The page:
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How the Olympic Legacy Could Hurt Rio’s Poorest Citizens

2 minute read

In 2013, 62-year-old Rio de Janeiro resident Paulo Cezar de Paula and his family were evicted from their home in Rio de Janeiro’s historic port area to make way for five new, 38-stories high Trump Towers. The towers are part of the larger $2.5 billion port renovation plan called Porto Maravilha, which helped the city win its 2009 bid to host the Olympic games and will surely be the Games’ most defining legacy.

The port, where more than 2.6 million African slaves arrived between the 16th and 19th centuries, is the cradle of the nation’s Afro-Brazilian heritage, where samba and capoeira sprung to life. The project’s developers say they have brought investment to a chronically run-down area, which had fallen into disrepair in recent decades.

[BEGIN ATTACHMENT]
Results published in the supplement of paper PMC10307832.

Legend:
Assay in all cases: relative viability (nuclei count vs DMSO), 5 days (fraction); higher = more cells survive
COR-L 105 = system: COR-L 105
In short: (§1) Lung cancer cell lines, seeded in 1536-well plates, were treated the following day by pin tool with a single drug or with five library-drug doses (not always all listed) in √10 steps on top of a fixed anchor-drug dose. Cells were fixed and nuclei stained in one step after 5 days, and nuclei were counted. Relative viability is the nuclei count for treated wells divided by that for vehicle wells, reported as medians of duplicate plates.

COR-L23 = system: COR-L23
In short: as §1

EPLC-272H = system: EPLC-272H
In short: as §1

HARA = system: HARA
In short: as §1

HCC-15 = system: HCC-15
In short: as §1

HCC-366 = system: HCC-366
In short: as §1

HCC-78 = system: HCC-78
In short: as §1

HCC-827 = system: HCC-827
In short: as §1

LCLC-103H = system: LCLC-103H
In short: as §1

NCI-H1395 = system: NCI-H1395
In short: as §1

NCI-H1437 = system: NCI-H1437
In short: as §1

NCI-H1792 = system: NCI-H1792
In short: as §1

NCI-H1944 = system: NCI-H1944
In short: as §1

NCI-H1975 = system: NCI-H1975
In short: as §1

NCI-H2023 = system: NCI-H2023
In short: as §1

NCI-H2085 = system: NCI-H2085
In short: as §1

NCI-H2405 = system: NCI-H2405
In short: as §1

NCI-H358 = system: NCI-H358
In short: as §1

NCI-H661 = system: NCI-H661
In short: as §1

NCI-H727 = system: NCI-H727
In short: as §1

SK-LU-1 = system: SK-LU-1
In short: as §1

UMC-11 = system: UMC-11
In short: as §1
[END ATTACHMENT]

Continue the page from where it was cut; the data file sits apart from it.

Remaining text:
Critics argue, though, that the development of the port has been badly handled. Land prices in the area have risen up to 400% since 2009, and there is only a flimsy social housing plan for the hundreds of families who have been evicted—and very little concern for the area’s pivotal role in Brazilian history.

Investigation made possible by a residency at Casa Pública provided by Agencia Pública in Rio de Janeiro

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